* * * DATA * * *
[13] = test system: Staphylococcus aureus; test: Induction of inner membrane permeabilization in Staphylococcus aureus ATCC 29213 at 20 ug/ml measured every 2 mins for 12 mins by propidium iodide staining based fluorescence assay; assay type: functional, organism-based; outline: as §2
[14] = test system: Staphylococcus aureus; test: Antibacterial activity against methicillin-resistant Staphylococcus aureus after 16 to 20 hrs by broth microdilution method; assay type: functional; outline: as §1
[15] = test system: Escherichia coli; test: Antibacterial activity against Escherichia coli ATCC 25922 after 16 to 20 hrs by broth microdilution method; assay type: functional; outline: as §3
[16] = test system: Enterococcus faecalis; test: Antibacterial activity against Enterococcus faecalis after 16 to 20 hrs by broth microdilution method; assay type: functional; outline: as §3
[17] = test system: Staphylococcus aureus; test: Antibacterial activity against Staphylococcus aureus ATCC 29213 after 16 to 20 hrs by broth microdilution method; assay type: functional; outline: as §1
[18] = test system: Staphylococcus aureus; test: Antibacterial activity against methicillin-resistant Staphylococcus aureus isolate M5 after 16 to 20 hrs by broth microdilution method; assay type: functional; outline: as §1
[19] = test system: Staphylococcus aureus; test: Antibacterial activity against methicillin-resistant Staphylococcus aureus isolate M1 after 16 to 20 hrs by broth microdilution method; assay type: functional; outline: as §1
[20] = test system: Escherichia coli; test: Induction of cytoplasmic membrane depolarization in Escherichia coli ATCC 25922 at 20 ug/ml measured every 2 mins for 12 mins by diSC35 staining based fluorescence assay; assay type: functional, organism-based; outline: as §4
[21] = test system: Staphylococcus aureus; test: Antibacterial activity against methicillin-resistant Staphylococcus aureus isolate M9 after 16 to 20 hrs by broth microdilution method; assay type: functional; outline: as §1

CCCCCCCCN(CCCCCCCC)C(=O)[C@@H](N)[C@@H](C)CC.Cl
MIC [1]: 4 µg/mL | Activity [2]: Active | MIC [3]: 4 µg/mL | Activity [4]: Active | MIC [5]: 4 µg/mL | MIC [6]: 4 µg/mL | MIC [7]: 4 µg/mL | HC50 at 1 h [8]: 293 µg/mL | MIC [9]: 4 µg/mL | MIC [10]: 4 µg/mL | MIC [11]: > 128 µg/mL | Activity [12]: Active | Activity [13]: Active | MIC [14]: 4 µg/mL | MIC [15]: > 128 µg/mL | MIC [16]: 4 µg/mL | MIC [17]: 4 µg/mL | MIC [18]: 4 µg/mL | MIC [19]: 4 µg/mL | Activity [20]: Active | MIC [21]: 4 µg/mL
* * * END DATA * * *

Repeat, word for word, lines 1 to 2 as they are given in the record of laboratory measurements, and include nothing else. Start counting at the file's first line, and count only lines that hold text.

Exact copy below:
[13] = test system: Staphylococcus aureus; test: Induction of inner membrane permeabilization in Staphylococcus aureus ATCC 29213 at 20 ug/ml measured every 2 mins for 12 mins by propidium iodide staining based fluorescence assay; assay type: functional, organism-based; outline: as §2
[14] = test system: Staphylococcus aureus; test: Antibacterial activity against methicillin-resistant Staphylococcus aureus after 16 to 20 hrs by broth microdilution method; assay type: functional; outline: as §1